I have to say thank you to everyone who wrote really kind words with response to yesterday's post about the anniversary of my mom's death. I was going to try to respond to all of them, but it was getting me emotional again (not in a bad way) and I already am worn out from yesterday. I'm one of those people who thinks about death being a part of life – it's something we all experience. Whether it's a family member or a dear friend or a pet, loss and grief are just two inherent parts of life. Does it suck? Hell yeah. Can we do something to change it? No.
After I wrote the letter to my mom yesterday, I got a little hysterical. I haven't felt grief like that since the day she passed away. I don't know where it came from or what triggered it (more so than being the anniversary of her death, which in years past never hit me this hard). It was a debilitating grief and my pup just let me hug on her while I tried to calm down and then sleep it off.
Things have been a little shaky with me lately, as I'm sure you've noticed with some of my posts. Perhaps yesterday's meltdown was partially a result of that. I'm frustrated with my ankle. Seriously, I want to stop talking about it. I feel bad, but in physical therapy I have just wanted to go “what good is this doing?!” They sense my frustration without me having to say anything though, and it seems that my tendon injury that I've had OVER 1 year now without much relief at all might actually be due to nerve issues in my back. So I've gone from treating it with insoles to rest to cortisone shot to boot to dealing with pain to cast to another boot to physical therapy for strengthening my foot to now physical therapy for my back plus strengthening my hips and core. Working my back has helped provide temporary relief so far, so I'm hoping that I can continue to work on it and I might see some more permanent relief. I've been in this sedentary state for too long and it's creeping into the old standby excuse of “well, I'm broken and it sucks so I'm going to just eat what I want.” Of course that's not how things work.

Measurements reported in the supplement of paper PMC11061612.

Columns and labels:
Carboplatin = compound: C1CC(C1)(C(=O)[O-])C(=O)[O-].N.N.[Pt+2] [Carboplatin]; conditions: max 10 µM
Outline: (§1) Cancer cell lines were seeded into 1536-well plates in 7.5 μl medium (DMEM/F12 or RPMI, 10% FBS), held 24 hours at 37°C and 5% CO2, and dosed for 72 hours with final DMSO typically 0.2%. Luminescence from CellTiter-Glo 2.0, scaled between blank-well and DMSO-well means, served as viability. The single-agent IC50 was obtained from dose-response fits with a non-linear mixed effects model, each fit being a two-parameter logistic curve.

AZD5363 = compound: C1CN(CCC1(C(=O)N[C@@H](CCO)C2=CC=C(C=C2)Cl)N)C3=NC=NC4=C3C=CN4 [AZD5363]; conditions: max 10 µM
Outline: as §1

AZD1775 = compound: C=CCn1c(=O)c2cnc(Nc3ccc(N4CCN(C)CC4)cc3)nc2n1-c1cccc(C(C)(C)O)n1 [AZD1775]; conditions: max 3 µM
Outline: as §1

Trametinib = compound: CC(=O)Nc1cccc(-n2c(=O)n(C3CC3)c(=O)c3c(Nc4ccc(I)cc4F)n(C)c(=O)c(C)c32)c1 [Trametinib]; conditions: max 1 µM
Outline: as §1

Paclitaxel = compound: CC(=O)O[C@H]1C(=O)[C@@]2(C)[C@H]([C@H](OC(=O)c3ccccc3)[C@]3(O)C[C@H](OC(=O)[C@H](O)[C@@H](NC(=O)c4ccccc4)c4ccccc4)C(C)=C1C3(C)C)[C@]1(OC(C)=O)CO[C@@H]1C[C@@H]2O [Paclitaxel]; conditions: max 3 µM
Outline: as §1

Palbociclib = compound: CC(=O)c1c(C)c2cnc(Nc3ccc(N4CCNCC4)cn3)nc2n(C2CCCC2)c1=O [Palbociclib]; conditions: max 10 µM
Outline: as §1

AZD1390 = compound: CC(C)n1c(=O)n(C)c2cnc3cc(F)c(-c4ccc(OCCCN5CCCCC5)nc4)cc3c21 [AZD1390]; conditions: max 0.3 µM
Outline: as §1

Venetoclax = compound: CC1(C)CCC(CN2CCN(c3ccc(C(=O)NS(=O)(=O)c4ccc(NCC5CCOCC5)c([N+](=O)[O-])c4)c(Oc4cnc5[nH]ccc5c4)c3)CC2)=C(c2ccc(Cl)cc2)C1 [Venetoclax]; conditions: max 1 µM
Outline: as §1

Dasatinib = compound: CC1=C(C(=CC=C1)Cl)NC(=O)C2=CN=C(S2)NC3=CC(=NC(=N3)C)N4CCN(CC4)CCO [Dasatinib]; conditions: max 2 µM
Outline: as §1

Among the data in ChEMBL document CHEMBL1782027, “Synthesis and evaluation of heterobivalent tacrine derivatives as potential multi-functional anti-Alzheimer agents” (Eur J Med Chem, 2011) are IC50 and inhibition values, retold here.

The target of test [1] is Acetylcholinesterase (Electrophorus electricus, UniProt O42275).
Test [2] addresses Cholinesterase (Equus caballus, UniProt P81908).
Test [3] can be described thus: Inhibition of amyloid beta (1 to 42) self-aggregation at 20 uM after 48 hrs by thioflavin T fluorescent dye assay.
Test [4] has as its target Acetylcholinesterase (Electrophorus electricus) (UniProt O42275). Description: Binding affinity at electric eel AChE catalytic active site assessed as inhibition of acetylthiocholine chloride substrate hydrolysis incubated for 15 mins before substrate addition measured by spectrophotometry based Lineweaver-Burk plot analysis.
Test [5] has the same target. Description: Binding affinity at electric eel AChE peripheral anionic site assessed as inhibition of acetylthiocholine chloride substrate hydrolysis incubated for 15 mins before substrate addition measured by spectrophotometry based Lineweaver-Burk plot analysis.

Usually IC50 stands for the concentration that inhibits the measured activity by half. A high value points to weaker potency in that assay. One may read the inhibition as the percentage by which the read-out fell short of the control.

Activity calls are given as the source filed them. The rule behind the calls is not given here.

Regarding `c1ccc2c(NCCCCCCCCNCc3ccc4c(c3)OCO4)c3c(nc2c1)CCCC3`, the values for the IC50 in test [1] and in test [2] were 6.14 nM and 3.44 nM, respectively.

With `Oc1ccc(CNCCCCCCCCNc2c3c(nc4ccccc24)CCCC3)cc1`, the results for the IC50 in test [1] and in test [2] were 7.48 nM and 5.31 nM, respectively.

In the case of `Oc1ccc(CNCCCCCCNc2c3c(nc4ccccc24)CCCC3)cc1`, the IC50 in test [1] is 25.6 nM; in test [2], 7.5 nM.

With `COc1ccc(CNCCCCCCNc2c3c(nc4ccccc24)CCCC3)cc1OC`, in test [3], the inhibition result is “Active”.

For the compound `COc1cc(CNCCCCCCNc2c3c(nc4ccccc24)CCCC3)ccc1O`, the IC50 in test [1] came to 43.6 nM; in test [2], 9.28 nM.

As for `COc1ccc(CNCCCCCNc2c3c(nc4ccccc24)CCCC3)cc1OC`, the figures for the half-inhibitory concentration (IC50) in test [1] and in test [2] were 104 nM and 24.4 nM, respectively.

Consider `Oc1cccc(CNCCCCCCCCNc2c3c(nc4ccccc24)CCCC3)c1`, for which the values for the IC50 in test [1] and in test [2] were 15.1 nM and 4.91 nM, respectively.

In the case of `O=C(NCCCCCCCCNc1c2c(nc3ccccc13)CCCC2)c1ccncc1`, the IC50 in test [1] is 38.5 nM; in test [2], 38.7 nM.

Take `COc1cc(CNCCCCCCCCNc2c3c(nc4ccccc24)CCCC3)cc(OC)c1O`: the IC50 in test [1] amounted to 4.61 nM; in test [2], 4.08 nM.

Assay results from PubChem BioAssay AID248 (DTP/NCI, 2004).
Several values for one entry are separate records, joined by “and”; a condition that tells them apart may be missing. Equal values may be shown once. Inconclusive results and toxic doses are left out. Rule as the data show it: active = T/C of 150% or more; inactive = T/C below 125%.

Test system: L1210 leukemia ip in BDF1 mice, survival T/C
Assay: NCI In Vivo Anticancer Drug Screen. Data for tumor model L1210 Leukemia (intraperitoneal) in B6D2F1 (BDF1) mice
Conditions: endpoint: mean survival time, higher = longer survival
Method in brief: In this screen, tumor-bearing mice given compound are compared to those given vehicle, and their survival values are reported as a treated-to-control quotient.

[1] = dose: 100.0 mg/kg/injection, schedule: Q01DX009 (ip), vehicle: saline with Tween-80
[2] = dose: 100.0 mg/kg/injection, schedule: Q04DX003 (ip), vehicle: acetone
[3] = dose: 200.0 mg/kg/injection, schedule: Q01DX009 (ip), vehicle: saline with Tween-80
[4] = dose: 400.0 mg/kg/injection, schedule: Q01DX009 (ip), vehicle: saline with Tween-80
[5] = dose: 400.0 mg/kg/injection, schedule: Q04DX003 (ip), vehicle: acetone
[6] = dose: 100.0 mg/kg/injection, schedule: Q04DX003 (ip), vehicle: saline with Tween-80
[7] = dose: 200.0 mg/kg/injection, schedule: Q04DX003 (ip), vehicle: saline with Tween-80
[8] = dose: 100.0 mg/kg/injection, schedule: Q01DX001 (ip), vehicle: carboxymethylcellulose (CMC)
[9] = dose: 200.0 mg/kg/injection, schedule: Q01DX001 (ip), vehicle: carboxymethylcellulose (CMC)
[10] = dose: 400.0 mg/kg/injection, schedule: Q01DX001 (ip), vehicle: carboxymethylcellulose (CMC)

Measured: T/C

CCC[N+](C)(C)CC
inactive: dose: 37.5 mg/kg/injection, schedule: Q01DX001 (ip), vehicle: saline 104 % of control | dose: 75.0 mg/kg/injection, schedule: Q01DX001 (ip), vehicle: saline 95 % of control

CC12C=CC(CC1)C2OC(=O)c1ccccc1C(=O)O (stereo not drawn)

We all want to be superstar success stories. We think if we hit some big goal or benchmark that it will make everything better and it will become easier. Going through this completely physically stagnant year since the half marathon is making me a little batty. I want to prove I can be successful and that my hard work is paying off.
The crazy thing is that looking at things in this perspective is so one-sided. Proving something to readers or to skeptics or to friends is all external validation. What I need to focus on is internal validation.
Perhaps I need a visit from Stuart Smalley:
I'm still working on being my best. I'm not writing this to tell you, I'm writing it to tell myself. Without sounding like a cosmetics commercial, I'm worth it. Thanks for hanging with me.